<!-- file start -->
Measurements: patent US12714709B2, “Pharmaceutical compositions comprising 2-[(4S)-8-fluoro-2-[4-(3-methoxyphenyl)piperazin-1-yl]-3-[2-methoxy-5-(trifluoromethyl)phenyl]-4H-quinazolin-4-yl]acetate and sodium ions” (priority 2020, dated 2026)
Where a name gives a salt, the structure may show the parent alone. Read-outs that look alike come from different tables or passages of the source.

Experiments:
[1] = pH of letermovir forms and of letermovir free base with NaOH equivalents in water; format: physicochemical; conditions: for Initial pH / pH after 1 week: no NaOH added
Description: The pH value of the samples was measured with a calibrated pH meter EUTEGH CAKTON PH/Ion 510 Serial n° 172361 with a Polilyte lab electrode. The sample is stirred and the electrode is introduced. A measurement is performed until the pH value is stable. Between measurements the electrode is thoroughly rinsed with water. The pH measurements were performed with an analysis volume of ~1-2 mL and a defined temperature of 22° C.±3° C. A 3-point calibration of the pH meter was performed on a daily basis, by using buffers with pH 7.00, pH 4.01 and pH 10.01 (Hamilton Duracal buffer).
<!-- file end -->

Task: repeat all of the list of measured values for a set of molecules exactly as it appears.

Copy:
Measurements: patent US12714709B2, “Pharmaceutical compositions comprising 2-[(4S)-8-fluoro-2-[4-(3-methoxyphenyl)piperazin-1-yl]-3-[2-methoxy-5-(trifluoromethyl)phenyl]-4H-quinazolin-4-yl]acetate and sodium ions” (priority 2020, dated 2026)
Where a name gives a salt, the structure may show the parent alone. Read-outs that look alike come from different tables or passages of the source.

Experiments:
[1] = pH of letermovir forms and of letermovir free base with NaOH equivalents in water; format: physicochemical; conditions: for Initial pH / pH after 1 week: no NaOH added
Description: The pH value of the samples was measured with a calibrated pH meter EUTEGH CAKTON PH/Ion 510 Serial n° 172361 with a Polilyte lab electrode. The sample is stirred and the electrode is introduced. A measurement is performed until the pH value is stable. Between measurements the electrode is thoroughly rinsed with water. The pH measurements were performed with an analysis volume of ~1-2 mL and a defined temperature of 22° C.±3° C. A 3-point calibration of the pH meter was performed on a daily basis, by using buffers with pH 7.00, pH 4.01 and pH 10.01 (Hamilton Duracal buffer).